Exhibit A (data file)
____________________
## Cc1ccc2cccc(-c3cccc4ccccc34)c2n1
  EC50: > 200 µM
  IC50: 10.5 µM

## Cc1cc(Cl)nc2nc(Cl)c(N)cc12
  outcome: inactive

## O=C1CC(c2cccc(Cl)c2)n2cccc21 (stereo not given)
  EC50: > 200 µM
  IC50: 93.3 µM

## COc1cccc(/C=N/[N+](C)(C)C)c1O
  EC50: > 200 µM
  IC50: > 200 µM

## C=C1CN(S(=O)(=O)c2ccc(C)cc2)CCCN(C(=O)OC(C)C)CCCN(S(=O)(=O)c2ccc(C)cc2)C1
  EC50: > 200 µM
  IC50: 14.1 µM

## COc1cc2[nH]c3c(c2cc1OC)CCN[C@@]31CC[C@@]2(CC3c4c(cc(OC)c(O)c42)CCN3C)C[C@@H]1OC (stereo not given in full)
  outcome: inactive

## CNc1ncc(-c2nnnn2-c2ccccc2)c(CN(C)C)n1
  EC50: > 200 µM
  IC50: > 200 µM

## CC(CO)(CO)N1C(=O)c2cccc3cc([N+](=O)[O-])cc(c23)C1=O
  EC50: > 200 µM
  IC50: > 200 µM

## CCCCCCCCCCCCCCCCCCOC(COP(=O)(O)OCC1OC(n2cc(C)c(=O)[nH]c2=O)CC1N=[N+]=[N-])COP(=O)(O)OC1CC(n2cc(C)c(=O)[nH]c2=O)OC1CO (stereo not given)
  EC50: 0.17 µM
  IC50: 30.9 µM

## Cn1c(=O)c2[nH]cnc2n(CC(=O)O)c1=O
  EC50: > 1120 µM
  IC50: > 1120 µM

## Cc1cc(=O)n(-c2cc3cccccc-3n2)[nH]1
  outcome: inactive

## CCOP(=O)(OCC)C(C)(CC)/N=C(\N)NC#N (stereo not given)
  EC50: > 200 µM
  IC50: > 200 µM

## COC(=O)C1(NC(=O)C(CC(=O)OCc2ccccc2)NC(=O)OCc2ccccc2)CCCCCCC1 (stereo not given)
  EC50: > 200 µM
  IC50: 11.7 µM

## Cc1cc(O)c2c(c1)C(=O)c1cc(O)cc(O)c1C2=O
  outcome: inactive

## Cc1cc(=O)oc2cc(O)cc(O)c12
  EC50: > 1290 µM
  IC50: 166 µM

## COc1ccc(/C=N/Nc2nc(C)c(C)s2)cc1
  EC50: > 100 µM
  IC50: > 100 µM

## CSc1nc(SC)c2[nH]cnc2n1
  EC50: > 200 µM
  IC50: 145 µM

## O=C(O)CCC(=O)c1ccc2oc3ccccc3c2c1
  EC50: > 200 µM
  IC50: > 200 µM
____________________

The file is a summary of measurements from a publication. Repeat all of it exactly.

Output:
## Cc1ccc2cccc(-c3cccc4ccccc34)c2n1
  EC50: > 200 µM
  IC50: 10.5 µM

## Cc1cc(Cl)nc2nc(Cl)c(N)cc12
  outcome: inactive

## O=C1CC(c2cccc(Cl)c2)n2cccc21 (stereo not given)
  EC50: > 200 µM
  IC50: 93.3 µM

## COc1cccc(/C=N/[N+](C)(C)C)c1O
  EC50: > 200 µM
  IC50: > 200 µM

## C=C1CN(S(=O)(=O)c2ccc(C)cc2)CCCN(C(=O)OC(C)C)CCCN(S(=O)(=O)c2ccc(C)cc2)C1
  EC50: > 200 µM
  IC50: 14.1 µM

## COc1cc2[nH]c3c(c2cc1OC)CCN[C@@]31CC[C@@]2(CC3c4c(cc(OC)c(O)c42)CCN3C)C[C@@H]1OC (stereo not given in full)
  outcome: inactive

## CNc1ncc(-c2nnnn2-c2ccccc2)c(CN(C)C)n1
  EC50: > 200 µM
  IC50: > 200 µM

## CC(CO)(CO)N1C(=O)c2cccc3cc([N+](=O)[O-])cc(c23)C1=O
  EC50: > 200 µM
  IC50: > 200 µM

## CCCCCCCCCCCCCCCCCCOC(COP(=O)(O)OCC1OC(n2cc(C)c(=O)[nH]c2=O)CC1N=[N+]=[N-])COP(=O)(O)OC1CC(n2cc(C)c(=O)[nH]c2=O)OC1CO (stereo not given)
  EC50: 0.17 µM
  IC50: 30.9 µM

## Cn1c(=O)c2[nH]cnc2n(CC(=O)O)c1=O
  EC50: > 1120 µM
  IC50: > 1120 µM

## Cc1cc(=O)n(-c2cc3cccccc-3n2)[nH]1
  outcome: inactive

## CCOP(=O)(OCC)C(C)(CC)/N=C(\N)NC#N (stereo not given)
  EC50: > 200 µM
  IC50: > 200 µM

## COC(=O)C1(NC(=O)C(CC(=O)OCc2ccccc2)NC(=O)OCc2ccccc2)CCCCCCC1 (stereo not given)
  EC50: > 200 µM
  IC50: 11.7 µM

## Cc1cc(O)c2c(c1)C(=O)c1cc(O)cc(O)c1C2=O
  outcome: inactive

## Cc1cc(=O)oc2cc(O)cc(O)c12
  EC50: > 1290 µM
  IC50: 166 µM

## COc1ccc(/C=N/Nc2nc(C)c(C)s2)cc1
  EC50: > 100 µM
  IC50: > 100 µM

## CSc1nc(SC)c2[nH]cnc2n1
  EC50: > 200 µM
  IC50: 145 µM

## O=C(O)CCC(=O)c1ccc2oc3ccccc3c2c1
  EC50: > 200 µM
  IC50: > 200 µM